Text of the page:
“My Most Important Task Is To Empower All The Women” – Thandi Allin Dyani

You know that feeling when life and work surprise you in fantastic ways? That is how I have felt for the last year and a half after I first moved to Johannesburg and started working at Impact Hub Johannesburg.

impact hub | Thandi Allin Dyani

First published on Social Enterprise Academy

My tasks were pretty clear: team lead, financial, programmatic and strategic support and oversight. Tasks any leader would have to take on to steer an organisation forward. Little did I know that my most important task would be to empower all of the women in my sphere of influence. Little did I know that my focus on women empowerment would grow from being a peripheral desire to become intentional

Gender equality
I strongly believe that attaining gender equality is the most important thing we can do to achieve the rest of the Sustainable Development Goals and thrive as a society. Likewise, any social innovation requires input from all genders for it to be sustainable. While conventional businesses or startups are globally dominated by men, in social entrepreneurship it’s almost the opposite. In my experience, social entrepreneurship attracts more female founders and co-founders. We see this every day when working and leading the efforts of Impact Hub Joburg with social entrepreneurs and social enterprises.

impact hub | Thandi Allin Dyani

Female leaders seem to have a more holistic way of looking at the world when running a business. The female ethos is also very much about problem-solving, relationship building and empathy. This strongly resembles the essence of a social enterprise with its triple bottom line approach (profit, people, and the planet). Social enterprises solve challenges while creating revenue using hybrid business models. The grant and cause-based NGO paired with the revenue-based startup merge into a very human-centred organism that creates a business out of what the world needs and the challenges that we face. This is very encouraging!

However, one of the most critical aspects of becoming a leader in business or society is social access, especially for women. South Africa is extremely low on social mobility and it can be hard to gain access to crucial networks and opportunities. At the same time, women have a harder time to get mentorship opportunities as men tend to choose other men to mentor. Social capital and business opportunities that come with mentorship are a simple way of changing that.

Resilience for women through mentorship
At Impact Hub Joburg we wanted to create equal opportunities for women to flourish and succeed, so we developed a mentorship programme for women in leadership. Through the Growing Women mentorship program, mentored women mentor other women and they, in turn, get an opportunity to also mentor other women. This way we allow mentorship to have a trickle-down effect. After all, is this not how we start changing the world? This is the same concept with our Equality Lounge—a fantastic platform we launched in collaboration with SAP NextGen, UN Women and the Female Quotient.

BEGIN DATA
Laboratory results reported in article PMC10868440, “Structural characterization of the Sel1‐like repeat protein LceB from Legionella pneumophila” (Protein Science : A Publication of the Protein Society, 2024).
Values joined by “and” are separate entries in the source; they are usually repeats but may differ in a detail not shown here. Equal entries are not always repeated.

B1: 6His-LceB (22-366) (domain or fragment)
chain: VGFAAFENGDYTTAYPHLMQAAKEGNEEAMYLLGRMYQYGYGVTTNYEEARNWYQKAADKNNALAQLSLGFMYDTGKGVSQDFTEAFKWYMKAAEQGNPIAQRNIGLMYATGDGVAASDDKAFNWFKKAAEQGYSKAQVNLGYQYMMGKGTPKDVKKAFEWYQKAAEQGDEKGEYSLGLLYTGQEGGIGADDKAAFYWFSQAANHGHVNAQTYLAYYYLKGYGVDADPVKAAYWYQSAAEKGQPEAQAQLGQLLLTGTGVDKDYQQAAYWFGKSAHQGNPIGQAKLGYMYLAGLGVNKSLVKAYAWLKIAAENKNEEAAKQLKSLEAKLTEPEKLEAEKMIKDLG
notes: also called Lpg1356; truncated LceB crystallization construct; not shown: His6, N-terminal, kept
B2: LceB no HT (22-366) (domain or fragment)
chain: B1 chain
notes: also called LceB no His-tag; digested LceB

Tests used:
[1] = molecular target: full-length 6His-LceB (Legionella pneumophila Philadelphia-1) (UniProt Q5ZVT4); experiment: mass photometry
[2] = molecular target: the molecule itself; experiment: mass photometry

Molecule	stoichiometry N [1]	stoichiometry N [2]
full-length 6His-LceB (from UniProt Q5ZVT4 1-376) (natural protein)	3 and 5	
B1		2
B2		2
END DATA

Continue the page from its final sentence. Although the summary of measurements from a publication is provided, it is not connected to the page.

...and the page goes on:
Impact Hub Johannesburg Equality Lounge

Even after we pivoted our programmes to virtual editions, we noticed that role models and peer conversations are needed even more during these unprecedented times. In response, we launched our new Virtual Resilience Program—a three month personal and business resilience programme for early growth stage women-led social enterprises. We have implemented these different initiatives to empower, educate, create access and dialogue with homegrown role models for women in the impact and social change space. These initiatives are needed even more as Covid-19 has set back the gender equality fight quite a bit.

impact hub | Thandi Allin Dyani

Why is it important to empower women?
Because 50% of the world’s population is lagging on health, education and roles in decision making, among other things. This creates a negative impact on everything that we try to achieve as the collective entity called the human race. I believe that we can and should change this. One does not have to be in a position of power to change a women’s life and possibilities. We need to stop perpetuating structures that keep women down by acknowledging them and working to break them. What small steps can you take in your own life to promote gender equality? What does this look like? It starts with yourself and the person next to you, that woman you see every day. Whether it’s a sister, mother, coworker or your boss. Allow them to take up space and shine, share their dreams and goals. Do your part in making them come true. I was also given this amazing chance to bring together these amazing initiatives at Impact Hub Joburg; now let’s spread inclusiveness and keep building these strong networks to empower women.

impact hub | Thandi Allin Dyani

Thandi Allin Dyani is the CEO of Impact Hub Johannesburg, which is part of a global network of people, places and programs that inspire, connect and catalyse social impact. Half Danish and half South African, Thandi grew up in two very distinct societies. For the past 15 years, she has dedicated her life to addressing development issues, social entrepreneurship and ecosystem building in Denmark and Sub- Saharan Africa. Before joining Impact Hub Joburg, she worked in the impact start-up, social entrepreneurship and global development space.

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